Ad blocker interference detected!
Wikia is a free-to-use site that makes money from advertising. We have a modified experience for viewers using ad blockers
Wikia is not accessible if you’ve made further modifications. Remove the custom ad blocker rule(s) and the page will load as expected.
This is a guide explaining the placement of various works canon to the Death Note franchise. There are currently three separate main adaptations in the franchise: the manga, the anime, and the films. Each adaptation contains minor to major differences to the plot.
The following lists the three main separate adaptation formats (manga, anime and film), the works that are contained in each format, and what secondary materials are considered canon to each work and how.
- The twelve manga volumes
The original Death Note manga series created by Tsugumi Ohba and Takeshi Obata. It can be considered the highest ranking canon source material across the entire Death Note franchise, and is the default source of information for this wiki.
A guide book to the manga that is written by series creators' Tsugumi Ohba and Takeshi Obata. It contains information which can be considered canon across all spectrums of the Death Note franchise, such as information about Death Notes and how they are used. Other information is canon only to the manga continuation, such as characters' death dates and blood types, as well as the specific dates of certain events.
A single one-shot chapter that is a follow up to the end of the manga. It is considered canon specifically to the manga's continuation. However, it does not contradict events in the anime's continuation.
Two manga one-shot chapters released in conjunction to L: Change the WorLd in the book L: FILE No. 15. L: The Wammy's House tells of how L met Watari and solved his first case as a child. L: One Day details the daily activities of L as an adult.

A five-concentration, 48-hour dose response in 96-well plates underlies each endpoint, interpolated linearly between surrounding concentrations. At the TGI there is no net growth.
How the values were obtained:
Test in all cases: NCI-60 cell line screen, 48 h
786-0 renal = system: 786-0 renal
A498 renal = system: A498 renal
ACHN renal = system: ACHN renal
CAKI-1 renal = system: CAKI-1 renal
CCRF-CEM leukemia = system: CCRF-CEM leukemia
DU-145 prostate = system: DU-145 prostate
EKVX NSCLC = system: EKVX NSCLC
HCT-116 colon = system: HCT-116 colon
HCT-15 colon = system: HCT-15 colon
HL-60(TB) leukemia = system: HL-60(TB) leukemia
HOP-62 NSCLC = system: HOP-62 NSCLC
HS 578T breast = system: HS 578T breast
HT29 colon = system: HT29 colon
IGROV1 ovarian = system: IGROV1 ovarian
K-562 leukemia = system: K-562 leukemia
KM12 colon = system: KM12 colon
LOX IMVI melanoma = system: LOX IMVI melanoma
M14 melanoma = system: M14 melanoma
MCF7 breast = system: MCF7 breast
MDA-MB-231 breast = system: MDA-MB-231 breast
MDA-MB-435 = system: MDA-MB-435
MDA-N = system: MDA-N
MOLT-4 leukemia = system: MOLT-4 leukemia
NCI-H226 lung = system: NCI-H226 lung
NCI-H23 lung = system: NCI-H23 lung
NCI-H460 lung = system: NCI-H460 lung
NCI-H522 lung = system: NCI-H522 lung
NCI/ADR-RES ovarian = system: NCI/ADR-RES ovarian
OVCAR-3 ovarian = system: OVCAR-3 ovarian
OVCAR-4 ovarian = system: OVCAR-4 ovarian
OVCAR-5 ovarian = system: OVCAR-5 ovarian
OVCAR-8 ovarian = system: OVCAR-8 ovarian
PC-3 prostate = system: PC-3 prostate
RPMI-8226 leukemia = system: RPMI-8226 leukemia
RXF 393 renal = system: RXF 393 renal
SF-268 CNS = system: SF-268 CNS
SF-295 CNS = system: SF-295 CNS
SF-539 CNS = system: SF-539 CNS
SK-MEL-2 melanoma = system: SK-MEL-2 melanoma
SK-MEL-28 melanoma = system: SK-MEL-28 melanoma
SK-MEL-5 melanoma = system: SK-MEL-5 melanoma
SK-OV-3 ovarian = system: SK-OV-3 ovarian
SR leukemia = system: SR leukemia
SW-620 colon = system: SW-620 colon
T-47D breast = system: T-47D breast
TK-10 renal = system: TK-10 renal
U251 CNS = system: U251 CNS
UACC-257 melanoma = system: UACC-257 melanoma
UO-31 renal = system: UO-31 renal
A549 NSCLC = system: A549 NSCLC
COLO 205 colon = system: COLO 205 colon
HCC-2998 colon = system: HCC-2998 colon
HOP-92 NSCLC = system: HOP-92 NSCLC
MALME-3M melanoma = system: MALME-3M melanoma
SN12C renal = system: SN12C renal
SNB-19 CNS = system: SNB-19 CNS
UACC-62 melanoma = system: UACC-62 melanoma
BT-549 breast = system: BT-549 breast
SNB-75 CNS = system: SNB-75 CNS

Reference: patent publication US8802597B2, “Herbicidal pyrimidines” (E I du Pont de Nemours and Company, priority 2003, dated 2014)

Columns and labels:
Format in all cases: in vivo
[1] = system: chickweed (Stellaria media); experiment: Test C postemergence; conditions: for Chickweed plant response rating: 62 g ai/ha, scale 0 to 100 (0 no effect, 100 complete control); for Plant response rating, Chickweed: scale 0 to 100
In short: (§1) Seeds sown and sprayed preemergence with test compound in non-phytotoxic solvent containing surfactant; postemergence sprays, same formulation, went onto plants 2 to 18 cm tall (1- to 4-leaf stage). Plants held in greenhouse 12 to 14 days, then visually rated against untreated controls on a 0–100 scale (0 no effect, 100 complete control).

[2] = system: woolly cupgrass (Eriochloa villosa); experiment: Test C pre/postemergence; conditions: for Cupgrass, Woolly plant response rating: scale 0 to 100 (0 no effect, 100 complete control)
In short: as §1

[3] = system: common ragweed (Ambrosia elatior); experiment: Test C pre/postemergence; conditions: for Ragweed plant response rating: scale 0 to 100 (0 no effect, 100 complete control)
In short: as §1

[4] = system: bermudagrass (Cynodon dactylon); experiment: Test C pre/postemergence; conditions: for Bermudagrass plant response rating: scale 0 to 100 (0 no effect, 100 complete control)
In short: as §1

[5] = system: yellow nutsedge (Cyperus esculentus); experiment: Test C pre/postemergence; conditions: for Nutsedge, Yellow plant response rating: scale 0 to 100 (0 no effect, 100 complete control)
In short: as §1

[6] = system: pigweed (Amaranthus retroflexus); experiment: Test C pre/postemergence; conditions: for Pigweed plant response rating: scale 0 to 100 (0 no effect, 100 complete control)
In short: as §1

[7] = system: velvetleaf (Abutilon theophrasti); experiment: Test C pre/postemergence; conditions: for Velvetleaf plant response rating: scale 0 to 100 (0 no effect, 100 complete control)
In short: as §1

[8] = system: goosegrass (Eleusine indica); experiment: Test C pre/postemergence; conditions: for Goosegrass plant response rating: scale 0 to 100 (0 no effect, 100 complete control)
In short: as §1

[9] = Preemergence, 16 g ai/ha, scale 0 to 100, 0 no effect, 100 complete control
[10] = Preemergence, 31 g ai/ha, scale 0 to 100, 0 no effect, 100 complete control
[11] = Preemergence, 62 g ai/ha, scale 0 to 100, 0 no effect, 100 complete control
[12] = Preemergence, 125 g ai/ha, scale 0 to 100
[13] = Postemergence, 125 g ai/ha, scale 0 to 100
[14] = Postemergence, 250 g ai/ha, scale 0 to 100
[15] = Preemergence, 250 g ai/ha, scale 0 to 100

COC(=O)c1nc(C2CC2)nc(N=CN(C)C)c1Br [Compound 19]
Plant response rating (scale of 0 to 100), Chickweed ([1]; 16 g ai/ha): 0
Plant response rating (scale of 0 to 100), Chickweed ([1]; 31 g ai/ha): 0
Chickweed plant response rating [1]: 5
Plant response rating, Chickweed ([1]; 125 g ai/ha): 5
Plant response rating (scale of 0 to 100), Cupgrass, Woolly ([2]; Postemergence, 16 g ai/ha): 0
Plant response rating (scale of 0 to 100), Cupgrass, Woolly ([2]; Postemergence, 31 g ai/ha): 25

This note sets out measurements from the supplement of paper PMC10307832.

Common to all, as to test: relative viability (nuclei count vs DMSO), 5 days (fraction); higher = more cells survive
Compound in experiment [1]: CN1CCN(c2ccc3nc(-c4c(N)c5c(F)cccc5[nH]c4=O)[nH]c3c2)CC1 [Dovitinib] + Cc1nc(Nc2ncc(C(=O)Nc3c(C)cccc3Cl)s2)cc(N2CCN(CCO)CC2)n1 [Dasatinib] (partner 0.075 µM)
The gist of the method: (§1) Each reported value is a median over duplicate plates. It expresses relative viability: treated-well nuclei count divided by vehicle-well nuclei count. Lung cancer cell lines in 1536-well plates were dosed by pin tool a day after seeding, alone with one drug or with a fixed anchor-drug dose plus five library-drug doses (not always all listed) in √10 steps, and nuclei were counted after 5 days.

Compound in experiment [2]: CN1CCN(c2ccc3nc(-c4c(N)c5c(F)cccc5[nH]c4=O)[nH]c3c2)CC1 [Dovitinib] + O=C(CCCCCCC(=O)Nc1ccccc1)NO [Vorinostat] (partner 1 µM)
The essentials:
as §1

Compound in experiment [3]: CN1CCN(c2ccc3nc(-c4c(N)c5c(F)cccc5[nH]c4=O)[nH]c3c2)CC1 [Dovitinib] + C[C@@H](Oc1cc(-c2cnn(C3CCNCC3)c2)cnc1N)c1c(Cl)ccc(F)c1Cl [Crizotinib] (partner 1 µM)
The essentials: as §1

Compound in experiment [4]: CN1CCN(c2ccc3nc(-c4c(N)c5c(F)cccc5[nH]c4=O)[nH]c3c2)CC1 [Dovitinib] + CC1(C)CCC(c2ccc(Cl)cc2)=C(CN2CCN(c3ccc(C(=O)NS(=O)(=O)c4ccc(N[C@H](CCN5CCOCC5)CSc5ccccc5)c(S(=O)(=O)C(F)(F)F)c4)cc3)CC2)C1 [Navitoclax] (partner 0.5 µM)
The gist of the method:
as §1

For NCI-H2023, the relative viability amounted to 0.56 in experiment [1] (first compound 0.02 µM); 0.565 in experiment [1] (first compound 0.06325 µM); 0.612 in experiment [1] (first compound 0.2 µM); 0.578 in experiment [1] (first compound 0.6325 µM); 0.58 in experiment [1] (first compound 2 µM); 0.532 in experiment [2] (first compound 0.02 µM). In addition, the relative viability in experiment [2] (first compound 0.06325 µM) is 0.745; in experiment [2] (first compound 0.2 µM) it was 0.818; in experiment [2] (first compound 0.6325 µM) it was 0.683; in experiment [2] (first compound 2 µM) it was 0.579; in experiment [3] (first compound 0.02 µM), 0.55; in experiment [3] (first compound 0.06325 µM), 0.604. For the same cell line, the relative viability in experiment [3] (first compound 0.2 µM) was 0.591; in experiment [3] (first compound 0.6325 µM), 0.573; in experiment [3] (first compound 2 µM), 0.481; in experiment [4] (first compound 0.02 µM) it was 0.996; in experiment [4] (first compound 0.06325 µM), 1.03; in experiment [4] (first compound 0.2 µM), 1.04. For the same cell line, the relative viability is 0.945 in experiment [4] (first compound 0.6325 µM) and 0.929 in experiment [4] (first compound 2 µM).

- The original thirty-seven episode anime series
The anime series was directed by Tetsuro Araki, and is based on the manga by Tsugumi Ohba and Takeshi Obata. The anime adaptation follows close to the manga, however there are some minor plot changes. Notable are the large amount of characters' interactions, dialogues and inner monologues that take place after the time-skip in the manga, but are absent in the anime. Despite the ommissions, the overall conclusion of the story remains the same.
The two Relight specials are a re-telling of the original anime series. Death Note Relight 1 takes place after the series end, where a Shinigami approaches Ryuk in the Shinigami Realm in order to learn more about the Human world. Instead, Ryuk tells him of all the events leading up to the last story arc, about Light Yagami and his rival L. It contains updated dialogue, as well as a few new scenes, but does not outright contradict the events shown in the original anime. Death Note Relight 2 essentially rewrites everything that happened after the time-skip in the original anime, and creates a few plot holes. The story contains many small adjustments to the plot, as well as a few major ones, such as Teru Mikami and Kiyomi Takada killing the SPK (an act originally performed by the Mafia). It is told from no particular point of view, although it opens with L reviewing the events of Relight 1.
A pair of live-action films directed by Shūsuke Kaneko.
An L-centric film directed by Hideo Nakata. It is a spin-off of the films by Shūsuke Kaneko and contains the actors from the original pair of films. It is built around the premise from Death Note: The Last Name (in which L writes his own name in the Death Note) and follows L's last days alive.
A novel heavily based on the concept of L: Change the WorLd, written by "M" (the author's real name is unrevealed). It is considered to be in a continuation seperate from the film, although it contains the overall plot and characters from it. It differs notticeably in that Near is no longer a Thai boy, but is like the Near in the manga.
Death Note: Another Note is a novel written by Nisio Isin. A passage in Death Note: How To Read 13 urges readers to read the novel to learn more information about the Los Angeles BB Murder Case. Later on in the same book, series creator Tsugumi Ohba voices his liking of the novel and positively responds to the idea of Isin writing another. Death Note: How To Read 13, page 61: "For him to be in such an influentual position, he must have solved an amazing amount of cases, but I have no idea what kind of cases they were or how he solved them. But I would love for NISIOISIN, who wrote the Death Note novel, to write more stories about that [laughs]."